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The Screech owl, ftartled at the morning light,
After defcribing the first appearance of the Sun, above our horizon, he proceeds to draw a lively picture of the various objects that prefented themselves to his view. The whole poem is a series of landscapes, wherein is beautifully painted, firft the dawning, then the fun-rifing, after that a piece confifting of corn fields, meadows and groves; and laftly, a defcription of the effects of spring on the feveral orders of animals.
Having already given an example of his defcription of the dawn, we fhall next fubjoin a specimen of the other parts. And firft of the fun-rifing.
While fhortly with the blazing torch of day
The refplendance of the fun's beams on the fea, and the fporting of the fish, are next defcribed; after which the landscape of meadows and corn-fields follows.
The fair creation fwell'd upon the eye;
Lo! by foft zephyrs wak'd and gentle showers,
Some red, pale, purple, yellow, brown, or blue;
Like Paradife appear'd each blissful scene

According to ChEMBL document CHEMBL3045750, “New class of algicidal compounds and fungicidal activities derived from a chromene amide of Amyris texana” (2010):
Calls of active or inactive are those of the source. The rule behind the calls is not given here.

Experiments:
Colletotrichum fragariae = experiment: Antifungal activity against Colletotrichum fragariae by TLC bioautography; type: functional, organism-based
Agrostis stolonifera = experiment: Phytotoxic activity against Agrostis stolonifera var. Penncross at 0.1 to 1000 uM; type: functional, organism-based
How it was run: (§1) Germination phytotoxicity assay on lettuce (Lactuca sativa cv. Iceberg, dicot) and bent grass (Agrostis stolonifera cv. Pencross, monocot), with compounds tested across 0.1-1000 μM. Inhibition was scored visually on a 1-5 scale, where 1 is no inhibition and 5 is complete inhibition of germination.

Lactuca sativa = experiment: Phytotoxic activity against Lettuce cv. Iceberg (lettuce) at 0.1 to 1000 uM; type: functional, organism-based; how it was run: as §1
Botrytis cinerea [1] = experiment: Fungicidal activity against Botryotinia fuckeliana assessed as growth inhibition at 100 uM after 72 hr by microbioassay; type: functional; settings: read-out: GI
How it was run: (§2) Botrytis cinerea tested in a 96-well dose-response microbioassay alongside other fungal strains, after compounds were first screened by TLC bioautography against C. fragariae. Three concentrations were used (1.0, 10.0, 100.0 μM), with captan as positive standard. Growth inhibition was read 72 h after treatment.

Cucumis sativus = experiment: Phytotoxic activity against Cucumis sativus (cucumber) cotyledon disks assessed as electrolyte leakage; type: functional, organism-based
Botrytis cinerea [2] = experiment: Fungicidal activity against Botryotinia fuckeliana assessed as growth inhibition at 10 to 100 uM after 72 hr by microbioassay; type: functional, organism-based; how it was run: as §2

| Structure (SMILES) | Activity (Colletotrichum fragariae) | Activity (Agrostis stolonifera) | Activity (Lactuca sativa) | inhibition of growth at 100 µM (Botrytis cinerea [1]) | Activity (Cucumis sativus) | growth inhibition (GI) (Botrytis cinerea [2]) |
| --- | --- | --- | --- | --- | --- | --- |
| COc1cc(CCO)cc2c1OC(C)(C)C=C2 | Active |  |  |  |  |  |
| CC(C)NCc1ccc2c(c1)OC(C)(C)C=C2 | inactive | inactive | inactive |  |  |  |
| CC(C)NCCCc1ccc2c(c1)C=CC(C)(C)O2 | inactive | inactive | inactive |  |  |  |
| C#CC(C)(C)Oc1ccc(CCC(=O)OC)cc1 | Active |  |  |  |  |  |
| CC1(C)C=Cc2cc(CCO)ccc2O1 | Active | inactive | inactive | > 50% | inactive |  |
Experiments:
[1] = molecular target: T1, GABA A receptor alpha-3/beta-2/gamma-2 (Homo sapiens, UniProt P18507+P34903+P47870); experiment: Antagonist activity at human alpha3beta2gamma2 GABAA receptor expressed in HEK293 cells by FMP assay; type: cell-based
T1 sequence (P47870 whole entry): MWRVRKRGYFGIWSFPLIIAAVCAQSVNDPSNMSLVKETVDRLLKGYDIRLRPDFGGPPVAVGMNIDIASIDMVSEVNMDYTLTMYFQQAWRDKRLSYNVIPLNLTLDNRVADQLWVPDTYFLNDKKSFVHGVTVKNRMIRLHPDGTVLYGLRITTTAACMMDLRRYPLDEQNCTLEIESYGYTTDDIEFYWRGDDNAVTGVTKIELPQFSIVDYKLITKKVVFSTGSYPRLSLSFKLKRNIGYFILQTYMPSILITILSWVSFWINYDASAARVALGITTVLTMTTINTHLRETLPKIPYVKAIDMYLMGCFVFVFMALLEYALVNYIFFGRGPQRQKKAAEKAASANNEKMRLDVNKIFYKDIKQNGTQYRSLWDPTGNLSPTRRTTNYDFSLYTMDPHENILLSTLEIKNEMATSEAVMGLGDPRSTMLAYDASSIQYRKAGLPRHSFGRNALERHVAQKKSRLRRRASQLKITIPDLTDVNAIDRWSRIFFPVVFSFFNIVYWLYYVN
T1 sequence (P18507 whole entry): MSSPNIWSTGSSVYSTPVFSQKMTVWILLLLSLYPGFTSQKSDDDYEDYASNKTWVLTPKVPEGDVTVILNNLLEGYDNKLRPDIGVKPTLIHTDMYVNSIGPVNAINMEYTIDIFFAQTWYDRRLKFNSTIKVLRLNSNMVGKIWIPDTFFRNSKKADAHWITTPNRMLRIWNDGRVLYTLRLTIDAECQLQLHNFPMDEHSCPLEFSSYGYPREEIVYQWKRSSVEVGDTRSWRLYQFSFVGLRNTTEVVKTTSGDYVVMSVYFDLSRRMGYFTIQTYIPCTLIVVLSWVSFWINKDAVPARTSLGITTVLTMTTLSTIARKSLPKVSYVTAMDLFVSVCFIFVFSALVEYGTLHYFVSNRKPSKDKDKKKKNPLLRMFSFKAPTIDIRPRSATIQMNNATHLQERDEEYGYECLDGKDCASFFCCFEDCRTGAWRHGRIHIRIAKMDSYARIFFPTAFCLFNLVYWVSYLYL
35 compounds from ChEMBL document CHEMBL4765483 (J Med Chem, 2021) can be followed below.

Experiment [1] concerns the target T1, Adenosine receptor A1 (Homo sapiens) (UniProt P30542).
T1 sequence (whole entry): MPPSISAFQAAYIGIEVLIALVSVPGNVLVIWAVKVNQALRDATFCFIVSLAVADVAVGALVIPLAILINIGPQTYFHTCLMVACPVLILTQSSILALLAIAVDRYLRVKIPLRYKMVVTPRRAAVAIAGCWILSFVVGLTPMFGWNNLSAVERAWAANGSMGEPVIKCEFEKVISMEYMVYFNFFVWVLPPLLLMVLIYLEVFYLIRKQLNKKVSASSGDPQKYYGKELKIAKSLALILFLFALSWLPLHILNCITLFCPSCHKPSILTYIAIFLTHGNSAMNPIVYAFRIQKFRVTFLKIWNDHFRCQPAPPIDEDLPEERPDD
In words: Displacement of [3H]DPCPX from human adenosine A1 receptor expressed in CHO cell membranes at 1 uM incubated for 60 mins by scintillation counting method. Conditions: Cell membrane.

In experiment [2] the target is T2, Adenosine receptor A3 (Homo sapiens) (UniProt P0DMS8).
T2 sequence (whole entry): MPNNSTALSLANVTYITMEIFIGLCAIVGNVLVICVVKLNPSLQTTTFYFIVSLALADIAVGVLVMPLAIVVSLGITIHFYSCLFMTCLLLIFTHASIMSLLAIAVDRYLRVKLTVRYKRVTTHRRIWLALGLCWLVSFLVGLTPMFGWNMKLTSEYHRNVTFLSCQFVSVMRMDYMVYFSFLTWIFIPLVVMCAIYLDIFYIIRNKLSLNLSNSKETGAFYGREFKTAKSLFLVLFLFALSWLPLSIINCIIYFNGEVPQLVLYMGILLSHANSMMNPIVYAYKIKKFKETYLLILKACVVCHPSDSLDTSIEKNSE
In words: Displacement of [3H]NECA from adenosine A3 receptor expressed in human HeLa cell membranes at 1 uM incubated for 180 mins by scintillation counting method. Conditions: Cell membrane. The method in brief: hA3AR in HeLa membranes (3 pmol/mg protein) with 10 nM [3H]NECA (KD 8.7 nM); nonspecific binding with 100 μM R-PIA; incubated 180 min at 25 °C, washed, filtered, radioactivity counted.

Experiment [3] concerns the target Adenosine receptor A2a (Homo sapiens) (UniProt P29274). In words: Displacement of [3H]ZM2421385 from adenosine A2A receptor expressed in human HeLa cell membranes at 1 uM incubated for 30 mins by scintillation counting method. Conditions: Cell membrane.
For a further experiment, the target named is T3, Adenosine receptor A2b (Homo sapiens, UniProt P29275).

The effects of the Spring on Animals.
Some live in hope, and fome thro' fad despair
Such is the moody genius of their mind.
ART. XXXII. Reflexions on the expediency of a law for the naturalization of Foreign Proteftants, &c.
By Jofiah Tucker, M. A. 8vo. 1 §. A Trye.
TOtice has already been taken of the first Part, do we see any reason to deny the fame recommendation to Part the fecond, now under our confideration. It is written by way of queries, poffibly in imitation of the Bifhop of Cloyne's Queriftts between which and the present tract, there feems to be a very great correfpondence, and that in regard to the matter as well as method.
In a prefatory difcourfe, the reverend author has fet forth the various hardfhips fuffered by the proteftants abroad, in a very concife, clear, and affecting manner; the conclusion of which is in these words: "Let the candid and benevolent reader conceive himself in the fituation of these unhappy fufferers, helpless and diftreffed, forced to abandon all his poffeffions, his dearest relations, and his native country, and flying from his perfecutors into a land of strangers, where he only defires a secure retreat, with an exclufion from all public employments, and from parliament, and upon his giving the strongest affurances of fidelity to the government, to be received as a faithful fubject; and may the Almighty direct him to form fuch a judgment concerning the treatment due to perfons in these circumftances as becomes a christian and a proteftant!'.